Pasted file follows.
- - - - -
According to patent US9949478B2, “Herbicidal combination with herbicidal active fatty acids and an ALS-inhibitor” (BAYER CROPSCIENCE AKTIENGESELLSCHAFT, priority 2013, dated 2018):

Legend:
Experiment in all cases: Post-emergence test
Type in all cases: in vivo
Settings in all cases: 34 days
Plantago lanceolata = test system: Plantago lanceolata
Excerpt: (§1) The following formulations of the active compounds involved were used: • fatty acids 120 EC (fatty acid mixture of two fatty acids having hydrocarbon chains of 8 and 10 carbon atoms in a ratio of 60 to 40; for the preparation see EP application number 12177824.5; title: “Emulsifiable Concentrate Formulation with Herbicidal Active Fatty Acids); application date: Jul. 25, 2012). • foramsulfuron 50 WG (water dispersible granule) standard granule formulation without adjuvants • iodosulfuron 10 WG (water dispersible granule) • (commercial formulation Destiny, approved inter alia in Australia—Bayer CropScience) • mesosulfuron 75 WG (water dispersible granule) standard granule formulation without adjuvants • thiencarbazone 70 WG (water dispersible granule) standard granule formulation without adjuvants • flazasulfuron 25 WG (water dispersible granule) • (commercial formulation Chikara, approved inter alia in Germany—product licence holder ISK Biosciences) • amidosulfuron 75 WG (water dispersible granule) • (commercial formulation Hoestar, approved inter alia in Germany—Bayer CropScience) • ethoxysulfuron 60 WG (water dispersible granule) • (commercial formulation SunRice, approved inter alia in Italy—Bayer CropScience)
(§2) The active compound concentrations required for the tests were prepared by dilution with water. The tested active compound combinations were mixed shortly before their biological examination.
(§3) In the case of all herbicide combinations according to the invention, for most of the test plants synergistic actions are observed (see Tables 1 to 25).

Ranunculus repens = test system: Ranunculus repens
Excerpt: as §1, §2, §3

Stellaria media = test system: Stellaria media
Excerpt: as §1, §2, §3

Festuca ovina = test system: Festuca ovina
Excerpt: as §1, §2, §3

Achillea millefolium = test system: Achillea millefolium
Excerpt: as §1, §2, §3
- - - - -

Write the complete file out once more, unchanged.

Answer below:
According to patent US9949478B2, “Herbicidal combination with herbicidal active fatty acids and an ALS-inhibitor” (BAYER CROPSCIENCE AKTIENGESELLSCHAFT, priority 2013, dated 2018):

Legend:
Experiment in all cases: Post-emergence test
Type in all cases: in vivo
Settings in all cases: 34 days
Plantago lanceolata = test system: Plantago lanceolata
Excerpt: (§1) The following formulations of the active compounds involved were used: • fatty acids 120 EC (fatty acid mixture of two fatty acids having hydrocarbon chains of 8 and 10 carbon atoms in a ratio of 60 to 40; for the preparation see EP application number 12177824.5; title: “Emulsifiable Concentrate Formulation with Herbicidal Active Fatty Acids); application date: Jul. 25, 2012). • foramsulfuron 50 WG (water dispersible granule) standard granule formulation without adjuvants • iodosulfuron 10 WG (water dispersible granule) • (commercial formulation Destiny, approved inter alia in Australia—Bayer CropScience) • mesosulfuron 75 WG (water dispersible granule) standard granule formulation without adjuvants • thiencarbazone 70 WG (water dispersible granule) standard granule formulation without adjuvants • flazasulfuron 25 WG (water dispersible granule) • (commercial formulation Chikara, approved inter alia in Germany—product licence holder ISK Biosciences) • amidosulfuron 75 WG (water dispersible granule) • (commercial formulation Hoestar, approved inter alia in Germany—Bayer CropScience) • ethoxysulfuron 60 WG (water dispersible granule) • (commercial formulation SunRice, approved inter alia in Italy—Bayer CropScience)
(§2) The active compound concentrations required for the tests were prepared by dilution with water. The tested active compound combinations were mixed shortly before their biological examination.
(§3) In the case of all herbicide combinations according to the invention, for most of the test plants synergistic actions are observed (see Tables 1 to 25).

Ranunculus repens = test system: Ranunculus repens
Excerpt: as §1, §2, §3

Stellaria media = test system: Stellaria media
Excerpt: as §1, §2, §3

Festuca ovina = test system: Festuca ovina
Excerpt: as §1, §2, §3

Achillea millefolium = test system: Achillea millefolium
Excerpt: as §1, §2, §3